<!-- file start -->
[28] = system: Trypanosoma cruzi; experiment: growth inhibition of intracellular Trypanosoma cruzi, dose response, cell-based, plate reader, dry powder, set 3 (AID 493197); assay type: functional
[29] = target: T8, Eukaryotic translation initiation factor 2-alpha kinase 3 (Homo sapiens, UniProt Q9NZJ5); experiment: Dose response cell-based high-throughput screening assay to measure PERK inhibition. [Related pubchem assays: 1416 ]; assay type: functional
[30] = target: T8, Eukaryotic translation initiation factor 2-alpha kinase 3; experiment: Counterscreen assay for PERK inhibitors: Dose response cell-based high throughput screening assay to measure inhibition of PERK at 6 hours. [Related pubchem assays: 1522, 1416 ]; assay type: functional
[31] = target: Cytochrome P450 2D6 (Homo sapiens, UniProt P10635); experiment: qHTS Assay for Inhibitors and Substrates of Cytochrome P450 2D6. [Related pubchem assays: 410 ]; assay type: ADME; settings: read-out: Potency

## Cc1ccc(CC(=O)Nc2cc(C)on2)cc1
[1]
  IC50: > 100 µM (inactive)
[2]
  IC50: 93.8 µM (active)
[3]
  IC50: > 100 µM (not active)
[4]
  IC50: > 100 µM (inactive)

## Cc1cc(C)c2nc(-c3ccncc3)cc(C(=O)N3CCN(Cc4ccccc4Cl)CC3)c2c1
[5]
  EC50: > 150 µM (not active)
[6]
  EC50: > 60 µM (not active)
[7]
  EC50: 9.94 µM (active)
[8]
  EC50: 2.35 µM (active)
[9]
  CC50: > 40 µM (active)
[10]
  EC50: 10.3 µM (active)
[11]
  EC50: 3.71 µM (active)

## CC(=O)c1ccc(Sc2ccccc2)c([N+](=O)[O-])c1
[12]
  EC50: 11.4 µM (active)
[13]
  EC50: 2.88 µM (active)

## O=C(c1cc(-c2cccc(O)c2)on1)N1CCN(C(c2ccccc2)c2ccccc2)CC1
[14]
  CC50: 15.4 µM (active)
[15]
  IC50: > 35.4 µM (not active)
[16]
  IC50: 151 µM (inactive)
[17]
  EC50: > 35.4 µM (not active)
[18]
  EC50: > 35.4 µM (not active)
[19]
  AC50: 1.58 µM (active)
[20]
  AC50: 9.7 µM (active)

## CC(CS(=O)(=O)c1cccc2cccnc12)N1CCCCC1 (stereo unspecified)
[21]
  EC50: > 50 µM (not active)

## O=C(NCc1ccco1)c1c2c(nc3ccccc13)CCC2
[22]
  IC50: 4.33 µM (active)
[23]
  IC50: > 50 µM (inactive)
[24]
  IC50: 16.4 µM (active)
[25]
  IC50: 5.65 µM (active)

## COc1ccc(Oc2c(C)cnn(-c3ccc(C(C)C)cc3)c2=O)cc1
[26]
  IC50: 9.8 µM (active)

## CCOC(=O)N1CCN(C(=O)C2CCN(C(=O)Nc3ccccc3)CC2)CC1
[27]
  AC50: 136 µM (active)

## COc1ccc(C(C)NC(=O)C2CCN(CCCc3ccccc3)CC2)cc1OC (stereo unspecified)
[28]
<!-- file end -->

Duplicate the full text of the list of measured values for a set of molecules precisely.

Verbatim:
[28] = system: Trypanosoma cruzi; experiment: growth inhibition of intracellular Trypanosoma cruzi, dose response, cell-based, plate reader, dry powder, set 3 (AID 493197); assay type: functional
[29] = target: T8, Eukaryotic translation initiation factor 2-alpha kinase 3 (Homo sapiens, UniProt Q9NZJ5); experiment: Dose response cell-based high-throughput screening assay to measure PERK inhibition. [Related pubchem assays: 1416 ]; assay type: functional
[30] = target: T8, Eukaryotic translation initiation factor 2-alpha kinase 3; experiment: Counterscreen assay for PERK inhibitors: Dose response cell-based high throughput screening assay to measure inhibition of PERK at 6 hours. [Related pubchem assays: 1522, 1416 ]; assay type: functional
[31] = target: Cytochrome P450 2D6 (Homo sapiens, UniProt P10635); experiment: qHTS Assay for Inhibitors and Substrates of Cytochrome P450 2D6. [Related pubchem assays: 410 ]; assay type: ADME; settings: read-out: Potency

## Cc1ccc(CC(=O)Nc2cc(C)on2)cc1
[1]
  IC50: > 100 µM (inactive)
[2]
  IC50: 93.8 µM (active)
[3]
  IC50: > 100 µM (not active)
[4]
  IC50: > 100 µM (inactive)

## Cc1cc(C)c2nc(-c3ccncc3)cc(C(=O)N3CCN(Cc4ccccc4Cl)CC3)c2c1
[5]
  EC50: > 150 µM (not active)
[6]
  EC50: > 60 µM (not active)
[7]
  EC50: 9.94 µM (active)
[8]
  EC50: 2.35 µM (active)
[9]
  CC50: > 40 µM (active)
[10]
  EC50: 10.3 µM (active)
[11]
  EC50: 3.71 µM (active)

## CC(=O)c1ccc(Sc2ccccc2)c([N+](=O)[O-])c1
[12]
  EC50: 11.4 µM (active)
[13]
  EC50: 2.88 µM (active)

## O=C(c1cc(-c2cccc(O)c2)on1)N1CCN(C(c2ccccc2)c2ccccc2)CC1
[14]
  CC50: 15.4 µM (active)
[15]
  IC50: > 35.4 µM (not active)
[16]
  IC50: 151 µM (inactive)
[17]
  EC50: > 35.4 µM (not active)
[18]
  EC50: > 35.4 µM (not active)
[19]
  AC50: 1.58 µM (active)
[20]
  AC50: 9.7 µM (active)

## CC(CS(=O)(=O)c1cccc2cccnc12)N1CCCCC1 (stereo unspecified)
[21]
  EC50: > 50 µM (not active)

## O=C(NCc1ccco1)c1c2c(nc3ccccc13)CCC2
[22]
  IC50: 4.33 µM (active)
[23]
  IC50: > 50 µM (inactive)
[24]
  IC50: 16.4 µM (active)
[25]
  IC50: 5.65 µM (active)

## COc1ccc(Oc2c(C)cnn(-c3ccc(C(C)C)cc3)c2=O)cc1
[26]
  IC50: 9.8 µM (active)

## CCOC(=O)N1CCN(C(=O)C2CCN(C(=O)Nc3ccccc3)CC2)CC1
[27]
  AC50: 136 µM (active)

## COc1ccc(C(C)NC(=O)C2CCN(CCCc3ccccc3)CC2)cc1OC (stereo unspecified)
[28]